Thursday, July 21


Very very slowly, it dawned on me. The circa 1961 paint on the upstairs floors is probably lead-based. Ugh! Double UGH! I want to be responsible to the environment, our community, and the floor refinishing guys, but I don't want to spend a million extra dollars for some crazy kind of abatement. So is sanding out of the question? How much containment do I have to do? Has anyone ever used a home lead paint test kit? Are they reliable? Help me, house bloggers and preservationists, you're my only hope.


At 10:31 PM, Anonymous heather said...

It's a messy way to go but soy-gel paint stripper is safe for lead paint abatement as it encapsulates the paint and prevents particulates from becoming airborne. If you absolutely have to sand to remove the paint here are a few suggestions.

1. Wear a lead/asbestos approved mask. The ones with the canisers. They run about $40 at the big box stores.
2. Use plastic dropclothes to completely enclose the room you are working on (Cover doorways, floor to ceiling). Cover all heating/cooling vents and make sure that any cold air returns are covered with plastic as well...thus preventing any dust from spreading to other areas of the house. (Good idea even if paint isn't lead).
3. If at all possible create a double door entrance. Meaning you will have one set of plastic cloths sectioned off about 5 to six feet in front of another.
4. Wear coveralls and hats. When you leave the work area...take them off in the 5 - 6 foot area you created with the two plastic drop cloth doors. Don't track the clothing out of the work area as the particulates will be on the clothing. Leave hats, clothes & masks in this area when not in use. Put in a plastic bag to transport to the laundry room. (You may want to take them outside to shake them off before laundering them as well)
5. Shower IMMEDIATELY after leaving the work area.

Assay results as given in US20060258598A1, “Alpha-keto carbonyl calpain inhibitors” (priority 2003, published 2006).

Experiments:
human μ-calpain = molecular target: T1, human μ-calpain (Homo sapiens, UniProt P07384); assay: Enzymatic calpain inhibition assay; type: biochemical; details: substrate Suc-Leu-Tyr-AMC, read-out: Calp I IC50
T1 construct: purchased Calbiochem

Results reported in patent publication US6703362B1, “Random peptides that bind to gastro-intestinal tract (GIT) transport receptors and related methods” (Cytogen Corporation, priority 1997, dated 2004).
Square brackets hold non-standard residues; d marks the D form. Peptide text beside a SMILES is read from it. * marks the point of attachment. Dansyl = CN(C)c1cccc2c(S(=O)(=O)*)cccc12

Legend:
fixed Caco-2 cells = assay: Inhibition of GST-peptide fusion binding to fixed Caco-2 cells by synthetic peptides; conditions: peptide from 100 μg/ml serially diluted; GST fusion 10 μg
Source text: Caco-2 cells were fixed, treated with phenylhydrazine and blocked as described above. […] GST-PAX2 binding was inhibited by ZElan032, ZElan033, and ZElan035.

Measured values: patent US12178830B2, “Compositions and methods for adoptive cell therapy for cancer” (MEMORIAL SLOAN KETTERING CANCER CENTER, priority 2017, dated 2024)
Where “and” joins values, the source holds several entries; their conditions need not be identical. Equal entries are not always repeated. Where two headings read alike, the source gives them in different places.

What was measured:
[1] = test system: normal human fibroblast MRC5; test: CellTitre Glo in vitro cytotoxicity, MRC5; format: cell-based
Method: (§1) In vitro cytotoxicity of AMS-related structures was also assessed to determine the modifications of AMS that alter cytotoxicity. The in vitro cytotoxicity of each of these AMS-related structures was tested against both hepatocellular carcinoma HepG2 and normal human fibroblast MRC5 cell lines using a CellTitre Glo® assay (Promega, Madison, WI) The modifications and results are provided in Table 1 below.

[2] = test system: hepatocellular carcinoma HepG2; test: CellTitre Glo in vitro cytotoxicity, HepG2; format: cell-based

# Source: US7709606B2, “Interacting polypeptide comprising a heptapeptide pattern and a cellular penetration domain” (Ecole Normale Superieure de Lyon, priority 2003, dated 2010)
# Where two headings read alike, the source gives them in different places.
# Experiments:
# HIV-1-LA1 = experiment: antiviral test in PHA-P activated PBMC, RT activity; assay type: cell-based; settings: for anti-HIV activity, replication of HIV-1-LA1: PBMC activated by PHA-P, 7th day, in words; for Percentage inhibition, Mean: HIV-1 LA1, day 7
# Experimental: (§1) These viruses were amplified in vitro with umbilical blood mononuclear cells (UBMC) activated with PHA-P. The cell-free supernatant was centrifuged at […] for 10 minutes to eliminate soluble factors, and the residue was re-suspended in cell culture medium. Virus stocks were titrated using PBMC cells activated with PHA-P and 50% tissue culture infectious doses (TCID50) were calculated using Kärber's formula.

6. When you are cleaning up the dust in the room, use a shopvac with a hepa filter.
7. If using the home based lead kits...test several areas of dust AFTER you have cleaned the room but BEFORE you remove the drop cloths and expose the rest of the house...if they test positive, clean again!
7. Keep children & pregnant woman away from the work area at all times. If they can easily be sent away during the work, that's even better.

Hope these suggestions help. If you have any other questions, stop by my site and send me and e-mail (found on the About Us page)

Good Luck!

At 10:48 PM, Blogger Gary said...

Too many people worry excessivly about lead paint and asbestos. The asbestos issue was a big ploy to get federal funding for new schools a couple of decades ago. Somebody had to come up with a reason to get rid of the old schools and asbestos became the scapegoat. In Dayton you can remove asbestos yourself as long as you dispose of it properly. If you contract the work out there is a major cost factor because of liability to the company removing it.
Lead is a similar problem but is mainly an issue if there are children around to ingest the flakes of paint or the dust. If you do the job yourself you are only liable to your own health. Wear an approved mask when you sand and vacuum well. If you contract the work out and you disclose that you know there is lead paint on the floor then you open yourself up to the possibility of paying a premium for the "dread" factor. Lead will likely not pose a health hazard to you and can be reduced in the body by a good diet over time. Check and see if your town or county offer a lead abatement program to assist in the cost to remove lead.
Personally, I would remove the paint myself and sand the floors and nobody would be any wiser except me. My advice is "Let your conscience be your guide."

At 11:03 PM, Blogger MandaLiet said...

I freaked when I realized how much lead paint there might be in my house. And I have to agree with heather that Soy-gel really works well. It's a little expensive, but it works so well and really isn't too hard to control if you just start in one corner and scrape your way to the other. And it has very little smell, so it's really good for indor applications. Don't be scared, just be careful, and good luck!

At 9:48 AM, Blogger K. said...